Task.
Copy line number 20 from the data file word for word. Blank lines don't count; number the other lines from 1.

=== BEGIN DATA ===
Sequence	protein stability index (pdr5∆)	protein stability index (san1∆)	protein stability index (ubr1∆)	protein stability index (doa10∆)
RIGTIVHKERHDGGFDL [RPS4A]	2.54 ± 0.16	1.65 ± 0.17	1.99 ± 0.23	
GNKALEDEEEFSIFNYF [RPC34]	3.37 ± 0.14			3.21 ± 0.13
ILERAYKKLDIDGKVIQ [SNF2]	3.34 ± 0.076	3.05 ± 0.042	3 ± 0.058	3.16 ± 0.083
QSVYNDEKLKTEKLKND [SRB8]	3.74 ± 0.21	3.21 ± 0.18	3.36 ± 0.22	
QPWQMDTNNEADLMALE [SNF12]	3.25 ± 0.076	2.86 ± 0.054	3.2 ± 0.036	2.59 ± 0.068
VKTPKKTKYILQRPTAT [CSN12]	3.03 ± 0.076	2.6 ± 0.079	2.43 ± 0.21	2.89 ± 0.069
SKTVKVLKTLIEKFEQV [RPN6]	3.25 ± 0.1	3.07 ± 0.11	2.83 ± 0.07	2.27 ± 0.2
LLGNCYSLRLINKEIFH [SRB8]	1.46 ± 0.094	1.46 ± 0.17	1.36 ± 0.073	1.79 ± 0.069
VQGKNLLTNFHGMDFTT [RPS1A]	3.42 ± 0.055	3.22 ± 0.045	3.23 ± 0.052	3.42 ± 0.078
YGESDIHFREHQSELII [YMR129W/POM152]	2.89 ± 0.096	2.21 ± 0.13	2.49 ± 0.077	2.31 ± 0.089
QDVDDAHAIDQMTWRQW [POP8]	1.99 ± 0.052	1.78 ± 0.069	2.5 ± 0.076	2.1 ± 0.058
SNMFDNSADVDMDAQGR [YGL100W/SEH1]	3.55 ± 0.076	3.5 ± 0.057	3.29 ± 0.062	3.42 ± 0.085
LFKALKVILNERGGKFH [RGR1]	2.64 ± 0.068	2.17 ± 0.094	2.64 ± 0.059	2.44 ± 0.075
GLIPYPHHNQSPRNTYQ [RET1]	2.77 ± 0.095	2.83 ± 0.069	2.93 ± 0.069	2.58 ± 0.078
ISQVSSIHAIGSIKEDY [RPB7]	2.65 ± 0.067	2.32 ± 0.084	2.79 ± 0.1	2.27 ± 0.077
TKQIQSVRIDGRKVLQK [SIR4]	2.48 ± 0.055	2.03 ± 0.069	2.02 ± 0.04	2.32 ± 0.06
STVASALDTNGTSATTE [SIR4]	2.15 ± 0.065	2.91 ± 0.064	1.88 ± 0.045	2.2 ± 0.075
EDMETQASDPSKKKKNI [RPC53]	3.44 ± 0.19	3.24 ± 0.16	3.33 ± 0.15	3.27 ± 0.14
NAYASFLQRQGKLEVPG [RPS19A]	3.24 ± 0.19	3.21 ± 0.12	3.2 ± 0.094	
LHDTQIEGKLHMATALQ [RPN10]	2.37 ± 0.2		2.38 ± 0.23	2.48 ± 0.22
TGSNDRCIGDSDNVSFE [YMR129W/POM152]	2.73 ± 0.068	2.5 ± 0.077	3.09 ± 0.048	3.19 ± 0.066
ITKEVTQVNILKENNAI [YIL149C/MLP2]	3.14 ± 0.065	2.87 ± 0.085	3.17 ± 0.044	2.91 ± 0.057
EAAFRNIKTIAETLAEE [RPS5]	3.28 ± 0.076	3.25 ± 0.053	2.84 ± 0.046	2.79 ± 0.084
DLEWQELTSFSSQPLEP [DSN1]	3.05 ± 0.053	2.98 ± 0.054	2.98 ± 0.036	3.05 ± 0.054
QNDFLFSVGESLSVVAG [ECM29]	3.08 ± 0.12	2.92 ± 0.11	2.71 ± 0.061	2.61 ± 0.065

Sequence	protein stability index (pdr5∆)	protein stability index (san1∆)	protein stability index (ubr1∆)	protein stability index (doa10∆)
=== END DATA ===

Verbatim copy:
NAYASFLQRQGKLEVPG [RPS19A]	3.24 ± 0.19	3.21 ± 0.12	3.2 ± 0.094	